Yep. It's amazing how common they are in the old volcanic crater in Arkansas. People find diamonds there every weekend, and some are sizable -- in just the first three months of this year (last time I checked) a $20K and a $100K diamond were found by individuals out with a bucket and shovel.
My wife's original wedding ring is diamond, but she chose moissanite for her 20th anniversary ring because of its superior brillance and better value (larger gem for the money) -- it truly was her choice -- she came to ME excited about a ring she had found.
Diamonds are relatively poor value -- you're just feeding the DeBeers monopoly, unless you pick up your own diamond at Crater of Diamonds State Park in Arkansas.
Shoot...the telecom manufacturer I worked for demonstrated this back in the early 90s. Didn't need any logic in phone -- just service provider logic correlating relative powers reported by multiple cell sites.
:) Which is why we had to spend the first 6 months after hiring any new grad, retraining them in development techniques that actually worked in our embedded near-real-time, real-world sitations. I still have no idea why colleges convince their graduates that they actually know anything. College is an opportunity to learn how to think and how to learn, not to learn what's needed to be an instant star. We all have to learn constantly our whole lives to stay on top of the technology.
That's not to say I've not met a couple that were instant stars upon graduation...however, they were usually the ones who had done several coop terms with us learning the ropes already.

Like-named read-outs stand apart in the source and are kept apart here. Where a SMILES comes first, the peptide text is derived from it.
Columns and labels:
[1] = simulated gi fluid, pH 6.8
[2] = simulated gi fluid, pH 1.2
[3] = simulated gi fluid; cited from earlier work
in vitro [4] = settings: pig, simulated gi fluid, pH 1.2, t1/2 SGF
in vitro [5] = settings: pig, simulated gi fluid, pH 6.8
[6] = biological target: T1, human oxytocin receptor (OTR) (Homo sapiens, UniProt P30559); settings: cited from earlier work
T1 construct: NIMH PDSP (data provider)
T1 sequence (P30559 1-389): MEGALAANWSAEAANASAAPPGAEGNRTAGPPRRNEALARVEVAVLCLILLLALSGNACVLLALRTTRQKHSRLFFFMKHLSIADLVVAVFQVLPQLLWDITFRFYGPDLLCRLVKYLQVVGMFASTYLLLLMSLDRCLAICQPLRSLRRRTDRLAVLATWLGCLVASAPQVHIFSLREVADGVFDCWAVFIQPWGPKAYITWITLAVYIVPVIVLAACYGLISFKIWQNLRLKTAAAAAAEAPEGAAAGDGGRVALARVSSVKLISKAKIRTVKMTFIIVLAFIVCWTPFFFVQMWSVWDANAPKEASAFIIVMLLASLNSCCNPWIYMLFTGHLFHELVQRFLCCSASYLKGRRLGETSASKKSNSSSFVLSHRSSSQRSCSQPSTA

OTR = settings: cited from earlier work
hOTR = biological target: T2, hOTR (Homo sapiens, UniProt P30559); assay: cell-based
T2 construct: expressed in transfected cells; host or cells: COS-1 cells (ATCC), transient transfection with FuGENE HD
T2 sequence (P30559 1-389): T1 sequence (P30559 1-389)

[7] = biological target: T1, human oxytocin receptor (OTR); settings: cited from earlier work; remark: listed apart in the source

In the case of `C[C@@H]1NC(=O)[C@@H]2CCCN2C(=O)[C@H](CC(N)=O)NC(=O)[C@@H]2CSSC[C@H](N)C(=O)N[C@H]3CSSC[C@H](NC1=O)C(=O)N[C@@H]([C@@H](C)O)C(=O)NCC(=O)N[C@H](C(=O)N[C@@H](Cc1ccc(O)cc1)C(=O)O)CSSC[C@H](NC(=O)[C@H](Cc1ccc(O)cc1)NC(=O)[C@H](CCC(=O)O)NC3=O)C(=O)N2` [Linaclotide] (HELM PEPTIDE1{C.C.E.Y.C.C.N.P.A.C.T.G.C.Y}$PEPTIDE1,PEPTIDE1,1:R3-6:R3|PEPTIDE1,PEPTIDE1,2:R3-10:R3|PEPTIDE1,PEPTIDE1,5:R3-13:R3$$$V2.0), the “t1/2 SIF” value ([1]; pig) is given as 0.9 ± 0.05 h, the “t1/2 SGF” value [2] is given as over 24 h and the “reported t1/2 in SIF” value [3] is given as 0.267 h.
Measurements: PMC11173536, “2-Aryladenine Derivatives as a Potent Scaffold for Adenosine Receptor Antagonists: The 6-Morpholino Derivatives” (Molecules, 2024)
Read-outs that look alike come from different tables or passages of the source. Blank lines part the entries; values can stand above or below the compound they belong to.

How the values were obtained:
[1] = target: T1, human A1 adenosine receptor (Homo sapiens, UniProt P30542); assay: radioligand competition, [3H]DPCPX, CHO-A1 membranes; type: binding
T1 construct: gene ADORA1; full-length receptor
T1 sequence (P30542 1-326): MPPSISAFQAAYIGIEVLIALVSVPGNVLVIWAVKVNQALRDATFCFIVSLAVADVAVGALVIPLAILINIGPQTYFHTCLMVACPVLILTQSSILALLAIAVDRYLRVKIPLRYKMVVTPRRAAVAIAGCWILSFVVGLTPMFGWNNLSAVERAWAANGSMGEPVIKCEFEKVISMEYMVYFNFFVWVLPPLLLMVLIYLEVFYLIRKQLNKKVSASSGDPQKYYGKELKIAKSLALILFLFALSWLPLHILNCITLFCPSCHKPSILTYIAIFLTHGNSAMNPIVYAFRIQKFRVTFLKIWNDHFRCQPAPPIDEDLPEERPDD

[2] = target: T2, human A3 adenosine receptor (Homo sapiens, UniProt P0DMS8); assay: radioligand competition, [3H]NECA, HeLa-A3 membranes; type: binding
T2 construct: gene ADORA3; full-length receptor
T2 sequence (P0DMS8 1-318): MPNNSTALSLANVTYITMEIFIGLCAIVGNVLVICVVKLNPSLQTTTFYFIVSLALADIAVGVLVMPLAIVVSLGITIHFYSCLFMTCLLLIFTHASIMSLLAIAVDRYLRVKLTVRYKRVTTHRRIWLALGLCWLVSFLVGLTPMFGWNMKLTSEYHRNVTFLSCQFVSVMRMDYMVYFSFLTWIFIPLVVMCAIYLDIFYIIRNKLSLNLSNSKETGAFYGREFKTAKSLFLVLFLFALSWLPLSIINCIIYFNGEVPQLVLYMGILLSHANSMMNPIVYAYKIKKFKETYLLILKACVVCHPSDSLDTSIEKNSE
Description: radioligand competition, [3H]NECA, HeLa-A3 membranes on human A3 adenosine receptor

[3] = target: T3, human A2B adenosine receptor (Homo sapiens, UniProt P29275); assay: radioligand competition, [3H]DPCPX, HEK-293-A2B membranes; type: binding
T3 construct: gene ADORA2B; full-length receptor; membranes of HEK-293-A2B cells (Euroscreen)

You young whippersnappers!
:) The senior architect on the product I work on (multimedia communications system) is a C.S. grad, and he is truly brilliant.
I work with some really great people, and quite a number of them have C.S. degrees.
The work we do is multi-processing, multi-threaded, multi-server, across multiple different operating systems, and I have the privilege of working with a group of people with varying educational backgrounds, but all of them are extremely competent, and all of them, C.S. or not, know their way around creating and using shared libraries on Windows and Linux. It's kind of strange to say just those two now. I remember when we used to routinely do work on AIX, HPUX, Solaris...
The point I was trying to make was that a C.S. degree does not make someone a successful software designer -- skill, talent, and an eagerness to learn do.
Sorry to reply to my own post.
I personally don't think holding a degree should even be the primary criteris...
Am friends with a couple of high ranking software architects at a major (world-wide) package delivery service. One of them has a degree in physics. The other worked his way up from a manual labor job in the shipping department -- he showed a willingness to self teach on computers so he could fix a problem in the shipping department process, and his aptitude, inclination, and hard work propelled him along to his position of authority/influence.
:) With only a few exceptions, the best software designers I've worked have degrees in engineering, physics, or mathematics. It drives the people with C.S. degrees nuts.
Understood. I was kind of admiring of their guts at the time, but I wouldn't have done it for fear of reprimand. And they did get scolded for that incident.
The point was, it was a stupid stunt that shouldn't have been done, but they did not end up being labeled criminals for it.